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Relin co-authored best-seller "Three Cups of Tea," which came under fire for its accuracy last year.
TODAY books
updated 12/3/2012 9:40:29 AM ET 2012-12-03T14:40:29

The November death of David Oliver Relin, co-author of the best-selling book “Three Cups of Tea,’’ has been ruled a suicide by authorities in Oregon. Relin was 49 years old.

Peter Bellant, Deputy Multnomah County medical examiner, told the Associated Press that Relin committed suicide and died of a “blunt force head injury” in Corbett, Ore., on Nov. 14. Speaking through Relin’s agent, Jin Auh, the author's family told The New York Times that Relin “suffered from depression’’ and took his own life. No further details were given surrounding the circumstances of his death.

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“Three Cups of Tea,’’ which  details the inspiring story of mountain climber Greg Mortenson helping to build schools in Pakistan and Afghanistan, was released in 2006 and has sold more than four million copies. However, the accuracy of the book came under fire in 2011 from “60 Minutes” as well as best-selling author Jon Krakauer, who wrote an e-book called “Three Cups of Deceit,” calling into question several pertinent points in the book co-authored by Relin and Mortenson.

Video: Author defends ‘Three Cups of Tea’ memoir (on this page)

Krakauer’s damning report claimed that some of the schools created by Mortenson’s charity, the Central Asia Institute, were either built by someone else or did not exist. His investigation also claimed that the institute was using a majority of its funds to promote “Three Cups of Tea’’ rather than putting them toward helping the schools. Relin never publicly answered the charges, according to The New York Times, and a federal lawsuit against him and Mortenson accusing them of defrauding readers was dismissed in April.

Relin had just completed a new book, scheduled for publication by Random House in spring 2013, about a pair of doctors trying to cure cataract-related blindness in the Third World, according to The New York Times.

He is survived by his mother, Marjorie Relin, his wife, Dawn; his stepfather, Cary Ratcliff and sisters Rachel Relin and Jennifer Cherelin.

© 2012 MSNBC Interactive

Video: Author defends ‘Three Cups of Tea’ memoir

  1. Closed captioning of: Author defends ‘Three Cups of Tea’ memoir

    >> author and humanitarian is under fire amid allegations that he fabricated stories his memoir. andrea mitchell has the latest details. good morning.

    >> reporter: good morning, meredith. the questions are being asked about greg mortenson , author of "three cups of tea" who has sold millions of books about his work with girls in afghanistan . he's been the hero of the movement to educate girls in afghanistan and pakistan. soldiers deploying to afghanistan are encouraged to read his book. president obama donated part of his nobel prize money to the charity. mike mullen traveled with him and tells the story of the dramatic attempt to climb k-2 and the pledge to his rescuers.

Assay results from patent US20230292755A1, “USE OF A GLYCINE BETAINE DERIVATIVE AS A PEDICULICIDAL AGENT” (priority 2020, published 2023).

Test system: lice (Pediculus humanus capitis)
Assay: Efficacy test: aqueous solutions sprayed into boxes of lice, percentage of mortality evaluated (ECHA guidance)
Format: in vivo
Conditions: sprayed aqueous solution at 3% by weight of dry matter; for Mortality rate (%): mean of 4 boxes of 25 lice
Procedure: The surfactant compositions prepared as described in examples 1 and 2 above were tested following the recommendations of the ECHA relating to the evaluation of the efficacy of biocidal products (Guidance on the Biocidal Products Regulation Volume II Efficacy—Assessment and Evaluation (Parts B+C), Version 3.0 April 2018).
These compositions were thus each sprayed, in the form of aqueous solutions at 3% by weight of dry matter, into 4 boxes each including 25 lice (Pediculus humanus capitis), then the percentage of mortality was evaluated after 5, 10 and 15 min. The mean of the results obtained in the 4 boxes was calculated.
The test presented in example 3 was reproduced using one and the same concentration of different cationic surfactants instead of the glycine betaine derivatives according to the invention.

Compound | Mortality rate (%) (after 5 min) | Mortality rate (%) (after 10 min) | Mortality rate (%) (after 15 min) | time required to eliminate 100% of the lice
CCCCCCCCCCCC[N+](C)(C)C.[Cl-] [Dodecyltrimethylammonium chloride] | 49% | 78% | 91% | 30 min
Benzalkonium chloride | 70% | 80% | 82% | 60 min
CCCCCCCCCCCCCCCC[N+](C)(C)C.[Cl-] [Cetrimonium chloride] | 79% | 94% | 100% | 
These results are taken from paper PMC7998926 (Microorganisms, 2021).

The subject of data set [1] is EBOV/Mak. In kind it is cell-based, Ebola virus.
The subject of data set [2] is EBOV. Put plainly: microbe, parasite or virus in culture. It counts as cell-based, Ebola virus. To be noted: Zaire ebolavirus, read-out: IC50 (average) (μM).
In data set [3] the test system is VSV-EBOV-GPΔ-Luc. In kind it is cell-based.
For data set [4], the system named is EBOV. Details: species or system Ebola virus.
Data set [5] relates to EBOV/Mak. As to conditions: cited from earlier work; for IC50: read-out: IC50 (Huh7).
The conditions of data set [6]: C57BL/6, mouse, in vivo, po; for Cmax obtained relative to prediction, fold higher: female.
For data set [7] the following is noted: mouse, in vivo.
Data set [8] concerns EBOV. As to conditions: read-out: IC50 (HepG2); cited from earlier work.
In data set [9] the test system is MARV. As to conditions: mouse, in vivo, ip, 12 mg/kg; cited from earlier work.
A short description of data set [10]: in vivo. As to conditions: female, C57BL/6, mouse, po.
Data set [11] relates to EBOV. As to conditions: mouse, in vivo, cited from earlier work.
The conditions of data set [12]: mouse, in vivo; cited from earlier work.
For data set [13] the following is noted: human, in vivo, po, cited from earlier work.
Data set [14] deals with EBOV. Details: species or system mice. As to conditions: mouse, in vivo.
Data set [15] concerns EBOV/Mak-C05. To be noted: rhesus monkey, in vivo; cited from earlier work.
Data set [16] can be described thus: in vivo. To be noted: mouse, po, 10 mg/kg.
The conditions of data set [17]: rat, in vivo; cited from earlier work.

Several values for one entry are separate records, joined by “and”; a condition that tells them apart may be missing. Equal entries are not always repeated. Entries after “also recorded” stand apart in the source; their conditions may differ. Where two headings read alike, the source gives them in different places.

>> he looked for a way to repay his rescuers and realized what they wanted and needed most was a school.

    >> reporter: it is a story mortonsen told again to natalie morales on "today.."

    >> coming off the mountain i stumbled into a village and saw 78 children sitting in the dirt writing with sticks in the sand. i promised to build a school.

    >> reporter: as "60 minutes" reported he didn't hear of the village until his second visit a year after the climb. he was not kidnapped by the taliban . he did build schools but critics say not as many as he claimed. author john krakauer donated to the charity until he got suspicion writing, he's lied about the deeds he's done, the people he met, the number of schools he built. a watchdog group says the charity paid for charter planes and other questionable expenses.

    >> in 15 years they have had only one audited financial statement which came out last fall.

    >> reporter: mortonson is now ducking television articles.

    >> i need to sign these books now.

    >> reporter: he told "outside" magazine, there were some omissions and compressions. there are discrepancies that, again, have to do with compression of events. acknowledging he took literary license.

    >> the standards for nonfiction are clear. you don't compress to the point of telling a story that isn't true relative to what happened. that happened in this case.

    >> reporter: nbc news learned there could be a problem with his second book "stones into schools kwl schools" also a book seller in which he describes this man as a former taliban fighter. when nbc news interviewed him two years ago we could not verify his taliban connection so didn't broadcast the story. other advocates for afghan girls worry the issue will hurt the cause.

    >> the issue of girls' education is more important than any one individual.

    >> reporter: mortonson says the critics are inaccurate but his publisher issued a statement saying they will review the materials with the author. meredith?

    >> thank you very much. just


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